The following SAND Comments were distributed and discussed at a presentation by the BRA of its South Boston Seaport Master Plan, held at the Children's Museum on January 20, 1998. This was the first public meeting held by the BRA to introduce its plan to the Fort Point Channel community. The meeting's sponsor, The Fort Point Channel Artists Cooperative (FPAC), invited SAND to present its viewpoint on the BRA proposal.
The South Boston Seaport Master Plan overview was introduced by BRA Director Thomas N. O'Brien. Approximately 200 members of the Fort Point community and greater Boston were in attendance.
[NOTE for year 2000 readers: This presentation occured two months after the BRA's publication of a "DRAFT South Boston Seaport Master Plan" in November 1997. Between November 1997 and March 1999, this DRAFT plan evolved into the document known today as the "South Boston Seaport Public Realm Plan". In the comments below, references to "Master Plan" are referring to the original DRAFT report, not the South Boston Seaport Public Realm Plan.]
Seaport Alliance for a Neighborhood Design (SAND)
Comments on the BRA Boston Seaport Master Plan
SAND represents local residents, business owners, artists and architects, members of the Fort Point Arts Community, cultural institutions, community groups, and concerned individuals with a mandate to positively modify the Boston Redevelopment Authority's proposed South Boston Seaport Master Plan, incorporating a vision of the seaport neighborhood as a vibrant diverse community with a distinctive character and sense of place.
After careful review of the South Boston Seaport Master Plan, we find that it is fundamentally flawed - failing to fulfill its task as an unprecedented opportunity to design one of the most important remaining undeveloped districts in the country, Boston's historic seaport. We agree with Robert Campbell's statement in the Boston Globe that "Although the city supposedly has been working on a plan for this area for almost a decade, the results show every sign of having been rushed out under pressure." We expect this Seaport Master Plan to be much more than a collection of large scale development projects.
These are our major concerns with the plan:
1. Lack of vision: the BRA plan presents a vision of an anonymous city foreign to the character of Boston and this historic district.
2. The plan must embrace urban design principles, such as:
- a coherent system of open spaces
- landmarks, which assist orientation
- complete paths system to connect neighborhoods and activities
- intersections or nodes, organically derived from the community
- distinctive centers within each district
- unique area with a maritime character
3. The BRA plan places an emphasis on the immediate waterfront edge, whereas a seaport master plan should identify and promote an awareness of the entire neighborhood as a historic seaport.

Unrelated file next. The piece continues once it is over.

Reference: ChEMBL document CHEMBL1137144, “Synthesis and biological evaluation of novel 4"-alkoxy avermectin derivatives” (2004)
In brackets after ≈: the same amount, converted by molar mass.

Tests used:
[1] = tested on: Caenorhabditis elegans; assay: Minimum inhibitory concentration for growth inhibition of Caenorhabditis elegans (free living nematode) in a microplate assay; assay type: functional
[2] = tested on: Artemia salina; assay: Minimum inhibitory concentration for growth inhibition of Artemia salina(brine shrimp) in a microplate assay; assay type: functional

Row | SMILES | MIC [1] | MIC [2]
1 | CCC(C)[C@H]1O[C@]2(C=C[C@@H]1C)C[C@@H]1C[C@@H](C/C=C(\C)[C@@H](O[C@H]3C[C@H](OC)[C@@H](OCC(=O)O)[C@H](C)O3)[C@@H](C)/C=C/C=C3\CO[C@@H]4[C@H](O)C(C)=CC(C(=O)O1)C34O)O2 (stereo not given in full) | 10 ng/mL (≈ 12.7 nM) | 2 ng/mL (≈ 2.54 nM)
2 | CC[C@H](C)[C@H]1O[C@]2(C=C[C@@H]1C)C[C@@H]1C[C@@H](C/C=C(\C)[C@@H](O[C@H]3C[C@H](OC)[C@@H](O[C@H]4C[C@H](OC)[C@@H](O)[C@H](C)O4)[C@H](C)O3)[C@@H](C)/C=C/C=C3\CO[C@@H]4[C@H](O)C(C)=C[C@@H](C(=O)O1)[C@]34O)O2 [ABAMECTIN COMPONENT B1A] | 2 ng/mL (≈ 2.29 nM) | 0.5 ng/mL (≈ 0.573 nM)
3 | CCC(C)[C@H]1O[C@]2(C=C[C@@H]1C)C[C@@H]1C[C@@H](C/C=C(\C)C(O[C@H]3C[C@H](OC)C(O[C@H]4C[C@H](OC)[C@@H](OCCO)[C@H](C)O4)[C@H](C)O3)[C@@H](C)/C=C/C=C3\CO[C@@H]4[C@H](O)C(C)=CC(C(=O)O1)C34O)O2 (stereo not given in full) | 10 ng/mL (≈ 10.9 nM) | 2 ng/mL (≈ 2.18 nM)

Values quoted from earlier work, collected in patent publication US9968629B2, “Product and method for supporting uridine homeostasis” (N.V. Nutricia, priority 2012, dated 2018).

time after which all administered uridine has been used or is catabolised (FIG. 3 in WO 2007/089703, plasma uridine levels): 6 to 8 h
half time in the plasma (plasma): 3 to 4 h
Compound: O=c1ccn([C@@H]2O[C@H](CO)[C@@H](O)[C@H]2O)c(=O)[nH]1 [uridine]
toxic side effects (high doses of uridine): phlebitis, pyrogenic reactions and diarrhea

4. The BRA plan misses the opportunity to contribute positively to the skyline of the city. A seaport plan should create a coherent mix of compelling architecture and open views to the horizon. Building heights should be appropriately scaled to the area, and reflect the seaport character.
5. The plan's transportation infrastructure is driven by development. The seaport master plan must first plan its infrastructure and transportation network.
6. The plan does not include a volumetric analysis. There is no discussion of floor area ratios (FAR) or zoning for planned development areas (PDA). PDA designations are provided arbitrarily in exchange for unknown benefits. PDA designations should be part of the comprehensive plan, with stated allowances for height and other parameters. Benefits and linkages to outlying neighborhoods should be explicitly stated before development rights are granted.
7. The land/water relationship between Boston Harbor and the proposed seaport district is inadequate and fails to ensure an active waterfront. The proposed harborwalk may be shaded from sunlight due to its northern orientation, and will require extensive setbacks.
8. A healthy mix of uses must be a primary goal of the plan, allowing for organic development of the seaport neighborhood as a key to its success.
9. The BRA plan lacks significant residential community development, essential for the creation of a safe and active neighborhood.
10. The plan lacks accomodation for mixed income artist live/work spaces, a proven engine for urban revitalization of neighborhoods in cities like Providence, San Francisco, and Chicago. The Fort Point Arts Community (FPAC), the largest community of visual artists in New England, must be consulted in the effort to create a distinctive district with enormous cultural potential.